I watched a video online a week or two ago about hooking BMS in serries and I wasn't impressed. The person doing the video said see it works one BMS tripped out and the inverter went into a low voltage alarm the 48 volt system dropped to 24 volts. But that was a red flag to me. If the two batteries are in serries and one opens the output contactor I want it to drop the system voltage to zero. I don't want the bad battery to provide a current path for the good one somehow. So I came to the conclusion that I didn't feel comfortable building packs with multiple BMS in one system. It might be perfectly safe I don't know the design well enough to say but I decided one BMS to rule them all was the way I want to go. My other concern was that if I have multiple batteries in parallel and one drops out the others will see a current spike. I didn't want to size my connectors to handle the max system current if I knew each pack wasn't designed to handle the max system current.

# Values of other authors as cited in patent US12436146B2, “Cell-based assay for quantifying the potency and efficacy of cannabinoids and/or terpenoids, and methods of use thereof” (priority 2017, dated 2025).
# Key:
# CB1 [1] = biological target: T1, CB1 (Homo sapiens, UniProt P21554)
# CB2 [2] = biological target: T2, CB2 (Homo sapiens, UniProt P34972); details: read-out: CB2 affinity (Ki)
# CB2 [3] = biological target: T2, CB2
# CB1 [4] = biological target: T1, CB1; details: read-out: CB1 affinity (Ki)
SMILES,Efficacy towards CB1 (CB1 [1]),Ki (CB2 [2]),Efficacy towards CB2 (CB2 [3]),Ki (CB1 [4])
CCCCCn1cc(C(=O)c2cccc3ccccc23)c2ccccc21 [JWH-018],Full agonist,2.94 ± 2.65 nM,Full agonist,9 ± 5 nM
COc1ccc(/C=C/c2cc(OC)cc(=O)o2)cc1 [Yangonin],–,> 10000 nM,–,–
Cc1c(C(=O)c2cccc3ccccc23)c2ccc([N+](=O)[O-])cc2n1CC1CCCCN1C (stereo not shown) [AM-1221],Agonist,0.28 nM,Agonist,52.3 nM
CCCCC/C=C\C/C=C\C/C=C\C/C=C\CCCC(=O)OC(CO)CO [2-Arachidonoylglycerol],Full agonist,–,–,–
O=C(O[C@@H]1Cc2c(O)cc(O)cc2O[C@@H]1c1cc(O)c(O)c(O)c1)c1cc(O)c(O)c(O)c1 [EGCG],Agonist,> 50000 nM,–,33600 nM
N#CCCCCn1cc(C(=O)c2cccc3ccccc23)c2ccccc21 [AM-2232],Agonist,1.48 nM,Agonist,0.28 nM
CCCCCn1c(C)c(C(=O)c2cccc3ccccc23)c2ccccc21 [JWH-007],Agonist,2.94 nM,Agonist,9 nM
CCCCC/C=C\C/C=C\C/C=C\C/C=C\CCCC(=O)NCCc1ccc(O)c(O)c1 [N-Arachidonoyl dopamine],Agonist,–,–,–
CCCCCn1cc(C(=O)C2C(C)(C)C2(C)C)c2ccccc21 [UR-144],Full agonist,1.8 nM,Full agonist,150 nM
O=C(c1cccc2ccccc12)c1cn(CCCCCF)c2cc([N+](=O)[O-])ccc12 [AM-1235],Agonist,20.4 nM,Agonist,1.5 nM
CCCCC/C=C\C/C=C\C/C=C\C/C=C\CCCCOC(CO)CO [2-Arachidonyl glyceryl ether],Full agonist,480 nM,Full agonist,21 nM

MBF Dan

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May 14, 2021
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Awesome thread! What kind of connectors are you all using for this application?
I am thinking of using the Amass AS150 connectors I need to look into them more but they are gold plated and anti spark. I haven't ordered any yet as I am a long ways from collecting enough cells. My goal is to spend most of the winter on this project and have it for next spring. Too much other work for me to do all summer so I am just planing and testing a few cells as my schedule allows.
 

cak

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Mar 14, 2021
Messages
49